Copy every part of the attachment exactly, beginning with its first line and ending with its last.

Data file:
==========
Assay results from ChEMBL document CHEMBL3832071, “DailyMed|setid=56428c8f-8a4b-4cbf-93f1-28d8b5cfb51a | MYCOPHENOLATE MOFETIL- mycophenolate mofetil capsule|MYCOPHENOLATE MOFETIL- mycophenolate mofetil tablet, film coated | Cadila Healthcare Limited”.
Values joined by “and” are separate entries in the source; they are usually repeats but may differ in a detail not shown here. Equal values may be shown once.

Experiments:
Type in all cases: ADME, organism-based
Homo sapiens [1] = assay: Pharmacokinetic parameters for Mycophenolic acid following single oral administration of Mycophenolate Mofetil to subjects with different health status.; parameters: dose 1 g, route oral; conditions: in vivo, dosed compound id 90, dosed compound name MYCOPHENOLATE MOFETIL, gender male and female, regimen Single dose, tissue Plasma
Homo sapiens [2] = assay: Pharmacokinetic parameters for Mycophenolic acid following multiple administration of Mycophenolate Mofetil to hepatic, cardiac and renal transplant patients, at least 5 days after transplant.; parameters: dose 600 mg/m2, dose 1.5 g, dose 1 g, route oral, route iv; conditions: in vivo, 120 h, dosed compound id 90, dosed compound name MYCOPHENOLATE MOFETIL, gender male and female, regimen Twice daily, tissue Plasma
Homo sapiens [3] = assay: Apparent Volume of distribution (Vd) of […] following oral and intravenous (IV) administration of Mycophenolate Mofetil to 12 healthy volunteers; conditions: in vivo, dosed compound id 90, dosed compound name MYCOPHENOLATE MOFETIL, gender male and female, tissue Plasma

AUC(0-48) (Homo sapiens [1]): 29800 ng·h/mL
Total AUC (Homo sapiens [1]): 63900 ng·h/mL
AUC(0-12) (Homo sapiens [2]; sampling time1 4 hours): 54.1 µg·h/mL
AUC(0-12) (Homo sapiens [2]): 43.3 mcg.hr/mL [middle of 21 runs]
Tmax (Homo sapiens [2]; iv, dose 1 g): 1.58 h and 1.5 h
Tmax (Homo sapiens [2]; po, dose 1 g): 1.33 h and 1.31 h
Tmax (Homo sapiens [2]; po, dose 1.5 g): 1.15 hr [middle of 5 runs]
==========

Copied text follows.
Assay results from ChEMBL document CHEMBL3832071, “DailyMed|setid=56428c8f-8a4b-4cbf-93f1-28d8b5cfb51a | MYCOPHENOLATE MOFETIL- mycophenolate mofetil capsule|MYCOPHENOLATE MOFETIL- mycophenolate mofetil tablet, film coated | Cadila Healthcare Limited”.
Values joined by “and” are separate entries in the source; they are usually repeats but may differ in a detail not shown here. Equal values may be shown once.

Experiments:
Type in all cases: ADME, organism-based
Homo sapiens [1] = assay: Pharmacokinetic parameters for Mycophenolic acid following single oral administration of Mycophenolate Mofetil to subjects with different health status.; parameters: dose 1 g, route oral; conditions: in vivo, dosed compound id 90, dosed compound name MYCOPHENOLATE MOFETIL, gender male and female, regimen Single dose, tissue Plasma
Homo sapiens [2] = assay: Pharmacokinetic parameters for Mycophenolic acid following multiple administration of Mycophenolate Mofetil to hepatic, cardiac and renal transplant patients, at least 5 days after transplant.; parameters: dose 600 mg/m2, dose 1.5 g, dose 1 g, route oral, route iv; conditions: in vivo, 120 h, dosed compound id 90, dosed compound name MYCOPHENOLATE MOFETIL, gender male and female, regimen Twice daily, tissue Plasma
Homo sapiens [3] = assay: Apparent Volume of distribution (Vd) of […] following oral and intravenous (IV) administration of Mycophenolate Mofetil to 12 healthy volunteers; conditions: in vivo, dosed compound id 90, dosed compound name MYCOPHENOLATE MOFETIL, gender male and female, tissue Plasma

AUC(0-48) (Homo sapiens [1]): 29800 ng·h/mL
Total AUC (Homo sapiens [1]): 63900 ng·h/mL
AUC(0-12) (Homo sapiens [2]; sampling time1 4 hours): 54.1 µg·h/mL
AUC(0-12) (Homo sapiens [2]): 43.3 mcg.hr/mL [middle of 21 runs]
Tmax (Homo sapiens [2]; iv, dose 1 g): 1.58 h and 1.5 h
Tmax (Homo sapiens [2]; po, dose 1 g): 1.33 h and 1.31 h
Tmax (Homo sapiens [2]; po, dose 1.5 g): 1.15 hr [middle of 5 runs]